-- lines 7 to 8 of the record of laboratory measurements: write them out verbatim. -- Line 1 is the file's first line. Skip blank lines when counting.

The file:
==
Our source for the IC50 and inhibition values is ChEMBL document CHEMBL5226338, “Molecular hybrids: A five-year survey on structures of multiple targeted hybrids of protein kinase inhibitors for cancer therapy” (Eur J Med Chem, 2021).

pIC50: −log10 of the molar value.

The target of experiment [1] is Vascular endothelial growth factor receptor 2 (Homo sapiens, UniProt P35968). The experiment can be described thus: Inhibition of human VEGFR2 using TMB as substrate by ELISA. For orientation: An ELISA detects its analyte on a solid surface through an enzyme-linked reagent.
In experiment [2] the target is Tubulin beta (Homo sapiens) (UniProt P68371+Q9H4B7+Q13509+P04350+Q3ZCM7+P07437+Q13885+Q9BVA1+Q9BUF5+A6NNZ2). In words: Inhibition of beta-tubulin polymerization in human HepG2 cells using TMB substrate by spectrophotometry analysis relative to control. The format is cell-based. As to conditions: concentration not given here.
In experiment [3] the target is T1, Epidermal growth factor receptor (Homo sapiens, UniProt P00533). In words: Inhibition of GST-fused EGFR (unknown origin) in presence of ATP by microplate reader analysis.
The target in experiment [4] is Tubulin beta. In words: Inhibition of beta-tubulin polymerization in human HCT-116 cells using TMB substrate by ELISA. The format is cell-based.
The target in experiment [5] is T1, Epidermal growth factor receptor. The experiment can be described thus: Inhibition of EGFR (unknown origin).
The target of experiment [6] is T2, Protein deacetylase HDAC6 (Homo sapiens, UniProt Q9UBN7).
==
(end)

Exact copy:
The target in experiment [5] is T1, Epidermal growth factor receptor. The experiment can be described thus: Inhibition of EGFR (unknown origin).
The target of experiment [6] is T2, Protein deacetylase HDAC6 (Homo sapiens, UniProt Q9UBN7).